Ministry of Trade has revoked all import and export licences following the operationalisation of the Control of Goods Act.
Speaking to journalists in Lilongwe on Wednesday, Minister of Trade Sosten Gwengwe said this means that all traders requiring import and export permits will have to reapply for new licences.
He said all traders intending to acquire new permits should do so before August 7, a period in which traders will have to clear their goods currently in the import or export process under the old Act.
“The main departure of the new Act from the old one is the introduction of transparency and predictability mechanisms,” said Gwengwe.
He challenged local manufacturers to produce more for import substitution, saying the new law will protect local production and markets to ensure that only those products in deficit are authorised to be imported.
The minister said the law also augurs well with the Buy Malawi Strategy, which promotes consumption of locally-produced products.
There have been growing concerns about the country’s goods, especially legumes, being exported dubiously, thereby denying the country the much needed foreign exchange.
The ministry estimates that about K30 billion is lost annually through illicit trade from oilseed commodities.
Grain Traders and Processors Association of Malawi chairperson Grace Mijiga-Mhango welcomed the Act and called on traders to have a coordinated system to improve exports.
“In the absence of the law, we have seen rampant informal export trade of local products largely by foreign traders which is to our disadvantage because we follow formal procedures and channels,” she said.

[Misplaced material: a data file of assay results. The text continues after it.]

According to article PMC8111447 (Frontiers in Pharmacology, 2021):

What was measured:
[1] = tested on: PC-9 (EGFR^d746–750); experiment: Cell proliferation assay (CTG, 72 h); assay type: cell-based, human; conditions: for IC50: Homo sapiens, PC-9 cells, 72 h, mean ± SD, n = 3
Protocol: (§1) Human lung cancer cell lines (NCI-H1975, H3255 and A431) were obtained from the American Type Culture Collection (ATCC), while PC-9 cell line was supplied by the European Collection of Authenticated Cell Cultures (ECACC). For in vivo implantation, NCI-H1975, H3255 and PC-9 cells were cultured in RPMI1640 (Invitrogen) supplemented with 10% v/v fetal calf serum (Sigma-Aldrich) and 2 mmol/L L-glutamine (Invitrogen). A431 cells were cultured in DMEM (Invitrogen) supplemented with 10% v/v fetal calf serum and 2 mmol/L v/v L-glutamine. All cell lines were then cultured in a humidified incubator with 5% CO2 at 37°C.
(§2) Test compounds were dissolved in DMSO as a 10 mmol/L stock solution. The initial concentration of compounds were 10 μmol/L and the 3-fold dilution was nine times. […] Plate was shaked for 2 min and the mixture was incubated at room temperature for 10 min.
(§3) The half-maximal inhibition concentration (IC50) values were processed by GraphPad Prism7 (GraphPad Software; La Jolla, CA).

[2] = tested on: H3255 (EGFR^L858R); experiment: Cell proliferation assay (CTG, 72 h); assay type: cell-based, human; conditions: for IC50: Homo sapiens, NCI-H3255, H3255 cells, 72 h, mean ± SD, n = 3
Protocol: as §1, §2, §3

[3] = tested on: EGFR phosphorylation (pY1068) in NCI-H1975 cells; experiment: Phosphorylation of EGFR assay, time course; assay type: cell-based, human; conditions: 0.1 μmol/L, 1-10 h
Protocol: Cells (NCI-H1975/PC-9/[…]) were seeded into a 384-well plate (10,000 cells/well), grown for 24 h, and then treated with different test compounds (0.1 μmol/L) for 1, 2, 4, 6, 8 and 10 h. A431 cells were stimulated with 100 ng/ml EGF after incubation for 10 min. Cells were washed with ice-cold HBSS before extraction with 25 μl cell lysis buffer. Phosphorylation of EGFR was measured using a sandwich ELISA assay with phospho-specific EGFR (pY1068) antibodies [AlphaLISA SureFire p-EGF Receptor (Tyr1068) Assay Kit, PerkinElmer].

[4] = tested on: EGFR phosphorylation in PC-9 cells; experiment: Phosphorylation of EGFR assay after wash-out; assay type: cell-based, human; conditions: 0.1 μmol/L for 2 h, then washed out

The Control of Goods Act came into effect following its publishing in the government Gazette on July 16.
The law regulates importation and exportation of goods by restricting, banning or allowing exports and imports under licence.
For agriculture-based commodities, a trader is required to obtain an authorisation letter from the Ministry of Agriculture and Food Security before applying for a licence from the Ministry of Trade.
This means that any trader who imports or exports licensable goods without requisite licence commits an offence punishable by law.
Some of the goods requiring import licences under the new Act include second-hand clothes, wild animals and associated products, meat, live poultry and associated products, fish, eggs, fresh milk, maize, fruits, cane sugar, bottled water, cement and salt among others.
Importation of second hand import of underwears and bras has been banned.
Some products requiring export permit include implements of war, petroleum products, scrap metals, gemstones, hides and skins, rice, raw round hardwood timbers, soya beans, cotton lint and seed and oil seeds, among others.
The Act was passed in Parliament in May 2018 and stakeholders have been pushing for its operationalisation to ensure elimination of market distortions and create predictability.
The Act came into effect on July 24 2020.